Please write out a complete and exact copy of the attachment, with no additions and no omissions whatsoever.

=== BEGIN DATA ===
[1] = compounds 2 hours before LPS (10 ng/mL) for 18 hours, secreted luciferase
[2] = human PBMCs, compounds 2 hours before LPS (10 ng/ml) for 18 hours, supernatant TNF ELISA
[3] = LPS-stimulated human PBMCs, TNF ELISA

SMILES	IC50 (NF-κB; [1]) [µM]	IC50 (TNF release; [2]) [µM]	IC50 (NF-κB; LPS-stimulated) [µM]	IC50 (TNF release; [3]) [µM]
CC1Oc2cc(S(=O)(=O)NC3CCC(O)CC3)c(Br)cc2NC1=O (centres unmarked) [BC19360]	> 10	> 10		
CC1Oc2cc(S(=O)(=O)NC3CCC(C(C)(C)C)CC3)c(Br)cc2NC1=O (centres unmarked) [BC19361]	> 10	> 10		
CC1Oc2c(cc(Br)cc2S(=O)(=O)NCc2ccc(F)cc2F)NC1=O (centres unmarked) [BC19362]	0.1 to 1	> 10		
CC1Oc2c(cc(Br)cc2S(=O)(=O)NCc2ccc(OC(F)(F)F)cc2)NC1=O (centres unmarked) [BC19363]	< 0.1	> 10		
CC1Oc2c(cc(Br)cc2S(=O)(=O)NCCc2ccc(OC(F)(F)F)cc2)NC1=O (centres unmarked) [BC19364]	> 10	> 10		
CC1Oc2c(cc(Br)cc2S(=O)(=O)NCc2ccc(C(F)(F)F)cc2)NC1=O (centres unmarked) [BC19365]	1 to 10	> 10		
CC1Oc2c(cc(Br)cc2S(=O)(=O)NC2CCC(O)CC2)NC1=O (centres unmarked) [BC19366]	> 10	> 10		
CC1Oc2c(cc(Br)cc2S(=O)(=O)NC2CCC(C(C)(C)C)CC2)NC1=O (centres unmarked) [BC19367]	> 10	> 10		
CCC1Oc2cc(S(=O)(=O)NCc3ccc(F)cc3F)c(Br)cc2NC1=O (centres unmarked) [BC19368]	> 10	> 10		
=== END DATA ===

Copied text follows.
[1] = compounds 2 hours before LPS (10 ng/mL) for 18 hours, secreted luciferase
[2] = human PBMCs, compounds 2 hours before LPS (10 ng/ml) for 18 hours, supernatant TNF ELISA
[3] = LPS-stimulated human PBMCs, TNF ELISA

SMILES	IC50 (NF-κB; [1]) [µM]	IC50 (TNF release; [2]) [µM]	IC50 (NF-κB; LPS-stimulated) [µM]	IC50 (TNF release; [3]) [µM]
CC1Oc2cc(S(=O)(=O)NC3CCC(O)CC3)c(Br)cc2NC1=O (centres unmarked) [BC19360]	> 10	> 10		
CC1Oc2cc(S(=O)(=O)NC3CCC(C(C)(C)C)CC3)c(Br)cc2NC1=O (centres unmarked) [BC19361]	> 10	> 10		
CC1Oc2c(cc(Br)cc2S(=O)(=O)NCc2ccc(F)cc2F)NC1=O (centres unmarked) [BC19362]	0.1 to 1	> 10		
CC1Oc2c(cc(Br)cc2S(=O)(=O)NCc2ccc(OC(F)(F)F)cc2)NC1=O (centres unmarked) [BC19363]	< 0.1	> 10		
CC1Oc2c(cc(Br)cc2S(=O)(=O)NCCc2ccc(OC(F)(F)F)cc2)NC1=O (centres unmarked) [BC19364]	> 10	> 10		
CC1Oc2c(cc(Br)cc2S(=O)(=O)NCc2ccc(C(F)(F)F)cc2)NC1=O (centres unmarked) [BC19365]	1 to 10	> 10		
CC1Oc2c(cc(Br)cc2S(=O)(=O)NC2CCC(O)CC2)NC1=O (centres unmarked) [BC19366]	> 10	> 10		
CC1Oc2c(cc(Br)cc2S(=O)(=O)NC2CCC(C(C)(C)C)CC2)NC1=O (centres unmarked) [BC19367]	> 10	> 10		
CCC1Oc2cc(S(=O)(=O)NCc3ccc(F)cc3F)c(Br)cc2NC1=O (centres unmarked) [BC19368]	> 10	> 10		